Letter: Mass transit is not to blame for pollution

To the Editor:

This is in reference to "Broad new transportation advocacy coalition launches." I quote: "Abby Bleything of the Vermont Clean Cities Coalition helped deliver the pitch. She pointed out that 'Electrifying school and transit buses will jumpstart Vermont's transition into a more sustainable fleet. By tackling our most inefficient and polluting vehicles on the road first, we gain considerable benefits both in terms of human health and the health our environment.' "

This is not correct. Transit may get 4.5 miles per gallon, but it carries far more people per vehicle. The thousands of private cars averaging only about 1.2 persons per vehicle are really the most inefficient and polluting vehicles. The next biggest polluters are the thousands of trucks. Transit's contribution to pollution is insignificant, it serves a vital need, and it is already underfunded.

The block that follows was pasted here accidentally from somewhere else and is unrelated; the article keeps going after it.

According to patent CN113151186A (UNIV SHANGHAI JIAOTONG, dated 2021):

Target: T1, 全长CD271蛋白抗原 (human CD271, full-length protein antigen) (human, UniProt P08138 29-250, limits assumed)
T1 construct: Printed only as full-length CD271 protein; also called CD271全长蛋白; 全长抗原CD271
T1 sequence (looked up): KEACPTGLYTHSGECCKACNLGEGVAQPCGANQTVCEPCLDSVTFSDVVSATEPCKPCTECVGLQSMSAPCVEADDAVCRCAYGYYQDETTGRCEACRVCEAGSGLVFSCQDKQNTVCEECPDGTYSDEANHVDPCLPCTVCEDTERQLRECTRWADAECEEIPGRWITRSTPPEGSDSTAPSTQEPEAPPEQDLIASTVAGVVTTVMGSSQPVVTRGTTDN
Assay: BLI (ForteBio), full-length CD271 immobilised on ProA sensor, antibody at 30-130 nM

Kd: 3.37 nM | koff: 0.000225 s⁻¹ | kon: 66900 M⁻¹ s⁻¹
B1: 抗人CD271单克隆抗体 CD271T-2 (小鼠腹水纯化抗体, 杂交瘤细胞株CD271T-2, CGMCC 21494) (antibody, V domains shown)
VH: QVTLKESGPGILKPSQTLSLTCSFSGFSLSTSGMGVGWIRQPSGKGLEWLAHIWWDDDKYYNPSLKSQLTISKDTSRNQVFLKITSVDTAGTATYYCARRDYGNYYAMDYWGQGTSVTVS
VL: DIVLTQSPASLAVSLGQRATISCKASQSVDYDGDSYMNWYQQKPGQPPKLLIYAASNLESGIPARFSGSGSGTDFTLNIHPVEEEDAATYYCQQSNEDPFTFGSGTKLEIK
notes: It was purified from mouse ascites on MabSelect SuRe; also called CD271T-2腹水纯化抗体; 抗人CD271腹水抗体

Where are they supposed to get the money for these expensive vehicles and charging stations? It is counterproductive to blame transit. Transit should be enhanced, not forced to cut service due to bans on non-electric vehicles. For far less money than conversion of existing services, smaller buses with advanced routing and scheduling that can efficiently serve small cities and rural areas can should be advocated instead. They would improve the lives of the many people currently dependent upon chauffeuring in private cars.

Eric Bruun

Helsinki, Finland


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